DoDonPachi Dai Ou Jou
|DoDonPachi Dai Ou Jou|
|Control||8-way Joystick, 3 Buttons|
|Arcade hardware||CAVE IGS PGM Hardware|
- 1 DoDonPachi Dai Ou Jou Tamashii
- 2 Battery Issue
- 3 External Links
DoDonPachi Dai Ou Jou Tamashii
A modified version of the game, known as DoDonPachi Dai Ou Jou Tamashii, was released in 2010 in China and Taiwan on the IGS PGM 2 hardware. DoDonPachi Dai Ou Jou Tamashii features an Easy mode, with slower bullets and less dense patterns, as well as an Original mode which is closer to the original game. Since DoDonPachi Dai Ou Jou Tamashii runs on different hardware than the original game, it is not possible to swap ROMs between the two.
What happens with these batteries?
If you have not opened your sealed Doj or checked your battery, it is ESSENTIAL that you do it now! Your battery WILL leak acid, it is only a matter of when, not if.
How can I prevent this?
Replace or remove your stock battery, even if there is no visible sign of acid leaking or crystals forming. Note: You can only remove the battery on a normal (non Black Label) Doj safely. BL boards will suicide without a working battery. Once a new battery is installed, continue to keep an eye on it. I check mine about once a month. These batteries will last about 5 years, but it's better safe than sorry when you are talking about a $400+ game. Do NOT keep your Doj PCB's seal intact just because you are a collector, your board WILL die as a result, and repairs will be difficult if not impossible.
My battery is corroded, but my game still works. What now?
There is still time to prevent any further damage. Unfortunately, when the battery has crystals on it, this means the acid has already started to leak onto the board. You need to remove the battery immediately. I recommend desoldering the battery, but if you aren't savvy with a soldering iron, cut off the battery.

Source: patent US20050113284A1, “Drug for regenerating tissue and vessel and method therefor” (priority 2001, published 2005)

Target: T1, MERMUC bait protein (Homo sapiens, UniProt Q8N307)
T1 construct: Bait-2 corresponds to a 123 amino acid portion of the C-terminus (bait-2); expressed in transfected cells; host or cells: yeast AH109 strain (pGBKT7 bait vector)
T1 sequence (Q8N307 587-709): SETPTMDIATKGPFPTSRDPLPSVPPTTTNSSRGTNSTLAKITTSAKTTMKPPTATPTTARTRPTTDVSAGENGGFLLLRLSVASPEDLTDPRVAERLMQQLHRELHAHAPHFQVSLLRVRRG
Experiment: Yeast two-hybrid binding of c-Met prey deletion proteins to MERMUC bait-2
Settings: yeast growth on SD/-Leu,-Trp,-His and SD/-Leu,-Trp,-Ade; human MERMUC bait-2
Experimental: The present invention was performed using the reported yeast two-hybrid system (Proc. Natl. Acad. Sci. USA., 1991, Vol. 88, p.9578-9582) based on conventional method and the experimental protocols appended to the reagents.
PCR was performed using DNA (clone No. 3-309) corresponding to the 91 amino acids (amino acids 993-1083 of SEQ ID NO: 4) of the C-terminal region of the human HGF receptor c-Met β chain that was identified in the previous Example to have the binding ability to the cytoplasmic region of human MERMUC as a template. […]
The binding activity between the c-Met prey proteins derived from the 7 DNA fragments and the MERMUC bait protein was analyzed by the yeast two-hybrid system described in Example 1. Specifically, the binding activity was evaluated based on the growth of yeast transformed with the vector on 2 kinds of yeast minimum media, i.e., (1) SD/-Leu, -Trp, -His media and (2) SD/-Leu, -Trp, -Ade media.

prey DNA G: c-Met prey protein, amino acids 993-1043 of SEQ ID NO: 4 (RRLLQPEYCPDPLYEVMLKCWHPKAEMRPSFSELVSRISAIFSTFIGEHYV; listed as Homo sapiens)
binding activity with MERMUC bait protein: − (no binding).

After you remove the battery, you need to make sure that any acid left on your PCB is neutralized. This step is important, and should be performed as a preventative measure.
I have found that baking soda works best for neutralizing acid. Take a toothbrush, and wipe the area around the battery down with the baking soda. You may see a chemical reaction (foaming) depending on how much acid is on your board. This chemical reaction can leave a salty discharge, which is normal.
After performing this, clean the area thoroughly with a damp paper towel, then dry. Do not power on your PCB until you are certain that it is dry. I usually wait about 12 hours.
My battery is corroded, and my game is no longer working.
This means the acid has already started to corrode the components or traces on your board. The common error screen that is usually associated with this can be seen below.
Remove the battery, and neutralize the acid (seen in the steps above). Then, send your board to someone who might be able to repair it. If the damage is not too severe, there is still hope.
Does the game need the battery to function properly?
For standard non-Black Label DOJ PCBs, the answer is no. The battery only retains the soft dip settings. Without the battery, your game will reset to default settings on each power cycle.
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